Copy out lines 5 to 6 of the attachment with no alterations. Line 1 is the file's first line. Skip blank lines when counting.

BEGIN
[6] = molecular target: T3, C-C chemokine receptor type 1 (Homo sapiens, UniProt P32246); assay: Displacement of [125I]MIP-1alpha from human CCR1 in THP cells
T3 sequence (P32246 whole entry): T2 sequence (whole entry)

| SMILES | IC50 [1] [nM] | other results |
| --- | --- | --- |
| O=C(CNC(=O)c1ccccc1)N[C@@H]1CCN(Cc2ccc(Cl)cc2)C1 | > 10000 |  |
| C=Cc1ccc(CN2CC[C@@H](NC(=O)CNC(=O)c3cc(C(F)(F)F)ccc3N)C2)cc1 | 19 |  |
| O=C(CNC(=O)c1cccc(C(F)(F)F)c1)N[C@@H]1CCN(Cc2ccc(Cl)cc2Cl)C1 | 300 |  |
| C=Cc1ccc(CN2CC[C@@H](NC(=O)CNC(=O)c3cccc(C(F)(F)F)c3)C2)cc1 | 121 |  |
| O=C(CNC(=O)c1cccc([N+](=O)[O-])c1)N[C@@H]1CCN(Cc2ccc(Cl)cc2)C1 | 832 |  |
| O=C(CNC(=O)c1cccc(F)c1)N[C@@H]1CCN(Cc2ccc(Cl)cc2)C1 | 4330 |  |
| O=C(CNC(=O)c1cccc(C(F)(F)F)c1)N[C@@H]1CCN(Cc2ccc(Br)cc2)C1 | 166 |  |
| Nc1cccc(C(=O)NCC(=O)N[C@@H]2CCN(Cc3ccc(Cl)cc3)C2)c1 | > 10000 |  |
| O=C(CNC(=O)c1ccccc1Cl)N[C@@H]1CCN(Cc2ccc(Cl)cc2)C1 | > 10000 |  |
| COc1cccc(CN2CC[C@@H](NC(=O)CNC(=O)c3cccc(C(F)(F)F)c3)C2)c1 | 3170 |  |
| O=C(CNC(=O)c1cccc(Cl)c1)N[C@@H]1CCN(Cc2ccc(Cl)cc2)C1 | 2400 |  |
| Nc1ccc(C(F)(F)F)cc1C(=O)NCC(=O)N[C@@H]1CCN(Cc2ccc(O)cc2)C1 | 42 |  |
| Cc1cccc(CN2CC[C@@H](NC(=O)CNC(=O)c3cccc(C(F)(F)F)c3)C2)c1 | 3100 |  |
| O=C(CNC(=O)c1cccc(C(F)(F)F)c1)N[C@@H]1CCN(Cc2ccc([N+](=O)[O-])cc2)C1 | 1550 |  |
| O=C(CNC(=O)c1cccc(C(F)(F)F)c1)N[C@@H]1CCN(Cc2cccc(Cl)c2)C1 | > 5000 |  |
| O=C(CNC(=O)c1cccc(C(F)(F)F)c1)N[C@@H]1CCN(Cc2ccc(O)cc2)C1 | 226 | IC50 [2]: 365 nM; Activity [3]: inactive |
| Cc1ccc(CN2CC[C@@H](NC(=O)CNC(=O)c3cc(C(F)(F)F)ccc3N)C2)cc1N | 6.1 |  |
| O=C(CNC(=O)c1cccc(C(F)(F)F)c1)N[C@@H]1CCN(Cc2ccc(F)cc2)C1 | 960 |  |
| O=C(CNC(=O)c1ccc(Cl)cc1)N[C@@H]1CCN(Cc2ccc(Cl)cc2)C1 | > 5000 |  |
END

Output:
| O=C(CNC(=O)c1ccccc1)N[C@@H]1CCN(Cc2ccc(Cl)cc2)C1 | > 10000 |  |
| C=Cc1ccc(CN2CC[C@@H](NC(=O)CNC(=O)c3cc(C(F)(F)F)ccc3N)C2)cc1 | 19 |  |